Printable CopyIF/THEN
Segue Productions
Star Theatres
Until 22 Sep 2018

Review by Kylie Pedler

Who has not asked the question “What if?” or considered what might have happened differently?

The new South Australian company, Segue, takes on a challenging new-age musical as its second production. “If/Then”, written by Brian Yorkey, is a story of possibilities depending on the choices we make. Segue, continuing their aim of exploring contemporary musicals and modern characters, have chosen a story that represents all sides of the love relationship, considers the possibilities of roads taken or left behind, the struggle of making those difficult choices, analysing the regret that may follow and the uncontrollable balance between choices and fate. Sound confusing? Well it is!

Following a similar concept to the movie “Sliding Doors”, the story breaks into the two parallel lives of Elizabeth (played by co-founder Kristin Stefanoff), a woman who has just returned to New York after a 12 year marriage that ended in divorce. As Liz, she embraces teaching and motherhood with Josh (Michael Butler), while as Beth she gets a high-powered job as a city planner, remaining single and a successful career woman.

There are many characters. As Elizabeth’s dual lives interact with those around her, it can be difficult to identify when the characters have changed and at times the storyline is hard to follow. A pair of glasses helps a little, worn by Liz, but a balance of greater direction, lighting changes and costuming could have provided greater assistance.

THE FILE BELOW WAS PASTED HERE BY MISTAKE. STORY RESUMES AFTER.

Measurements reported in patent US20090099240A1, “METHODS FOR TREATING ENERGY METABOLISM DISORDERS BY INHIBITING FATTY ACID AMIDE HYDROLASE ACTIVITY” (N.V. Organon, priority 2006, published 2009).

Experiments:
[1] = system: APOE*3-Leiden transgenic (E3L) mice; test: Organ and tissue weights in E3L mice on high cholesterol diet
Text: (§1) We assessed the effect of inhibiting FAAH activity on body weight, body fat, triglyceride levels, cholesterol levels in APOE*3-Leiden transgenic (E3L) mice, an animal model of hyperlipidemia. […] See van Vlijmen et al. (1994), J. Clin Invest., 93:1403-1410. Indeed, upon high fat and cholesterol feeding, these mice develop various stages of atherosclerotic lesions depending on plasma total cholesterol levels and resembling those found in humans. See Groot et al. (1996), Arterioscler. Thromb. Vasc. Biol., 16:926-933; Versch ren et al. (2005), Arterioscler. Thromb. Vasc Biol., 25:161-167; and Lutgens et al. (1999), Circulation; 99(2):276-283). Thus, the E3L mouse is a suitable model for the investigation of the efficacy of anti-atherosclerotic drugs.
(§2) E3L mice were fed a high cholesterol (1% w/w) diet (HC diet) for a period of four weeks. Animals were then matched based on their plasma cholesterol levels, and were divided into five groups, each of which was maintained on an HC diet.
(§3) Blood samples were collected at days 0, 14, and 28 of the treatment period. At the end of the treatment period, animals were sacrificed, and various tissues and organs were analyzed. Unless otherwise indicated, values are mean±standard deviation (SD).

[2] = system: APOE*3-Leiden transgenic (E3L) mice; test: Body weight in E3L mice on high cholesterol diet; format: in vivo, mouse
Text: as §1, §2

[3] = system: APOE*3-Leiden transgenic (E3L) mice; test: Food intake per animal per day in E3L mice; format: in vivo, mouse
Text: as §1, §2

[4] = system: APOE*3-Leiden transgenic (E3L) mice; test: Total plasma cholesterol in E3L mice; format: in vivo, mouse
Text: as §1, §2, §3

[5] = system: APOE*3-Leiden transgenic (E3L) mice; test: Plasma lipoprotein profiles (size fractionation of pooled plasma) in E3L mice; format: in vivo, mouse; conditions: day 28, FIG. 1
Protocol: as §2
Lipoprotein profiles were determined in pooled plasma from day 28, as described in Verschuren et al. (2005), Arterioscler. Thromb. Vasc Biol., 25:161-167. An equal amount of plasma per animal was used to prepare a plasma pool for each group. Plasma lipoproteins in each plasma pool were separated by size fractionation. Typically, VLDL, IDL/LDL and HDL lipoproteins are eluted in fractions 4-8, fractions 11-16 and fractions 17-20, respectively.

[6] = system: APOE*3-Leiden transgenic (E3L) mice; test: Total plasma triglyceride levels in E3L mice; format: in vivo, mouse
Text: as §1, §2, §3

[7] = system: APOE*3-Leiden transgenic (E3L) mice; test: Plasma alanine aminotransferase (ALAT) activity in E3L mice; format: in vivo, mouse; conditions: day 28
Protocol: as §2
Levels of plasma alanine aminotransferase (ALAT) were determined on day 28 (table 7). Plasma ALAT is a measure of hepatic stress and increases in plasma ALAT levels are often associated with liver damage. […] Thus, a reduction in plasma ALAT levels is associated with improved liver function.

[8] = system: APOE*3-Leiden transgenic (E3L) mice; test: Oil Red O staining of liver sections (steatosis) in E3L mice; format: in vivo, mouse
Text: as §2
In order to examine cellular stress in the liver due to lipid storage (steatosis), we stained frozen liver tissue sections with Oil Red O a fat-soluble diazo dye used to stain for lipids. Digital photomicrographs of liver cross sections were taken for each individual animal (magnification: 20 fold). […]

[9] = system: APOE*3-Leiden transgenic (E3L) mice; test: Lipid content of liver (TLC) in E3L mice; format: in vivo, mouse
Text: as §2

Both of Elizabeth’s lives have moments of joy, success and regret as we may wonder ‘is there ever a right path?’. Director Vanessa Redmond has done well to represent both possibilities evenly, neither with more superiority.

Another strong theme is that an individual’s choice affects the lives of those around them as well, as is considered in the love story of Anne and Kate, and Lucas and David. Anthony Vawser as Lucas is perfectly awkward and well matched with Gus Robson, his love interest David. Couple Anne (Alicia Hage) and Kate (Kelsey McCormack) share some beautifully blended moments contrasted with their relationship tension in their alternative story.

The production is carried along by songs which are emotional and thought provoking, beautiful and modern; however, there are many of them, which slows down the action. As the two different scenarios sometimes unfold consecutively mid-song this can be confusing. Kristen’s voice is hauntingly emotional, in “What the F*ck?”, “I Hate You/I Love You”, and “Always Starting Over”. Hage and McCormack’s “Love While You Can” is a standout. And Michael Butler as Josh is exceptional. His voice commands and his character is the much needed stability in the complicated storyline while perfectly capturing the sensitivity and trauma behind having returned from his second tour of duty.

The band, under the direction of the company’s other co-founder Ben Stefanoff, is in fine form although a little overbearing at times making it difficult to define the lyrics in some songs. While the choreography, by Rebekah Stonelaitken, seems out of place at times, it is well polished and does reflect the feel of the original Broadway production. Limited space and entrances are used with thought as part of the auditorium is also used, bringing the story into a closer connection with the audience. However, when the ensemble is also involved in the large numbers, the exits can be clunky.

As a small-scale company, Segue should be commended for taking on such challenging material. As this reviewer saw the final night performance, you have missed this one, but are highly recommended to look out for their 2019 production “Heathers”.

Anthony Vawser is a reviewer for Adelaide Theatre Guide.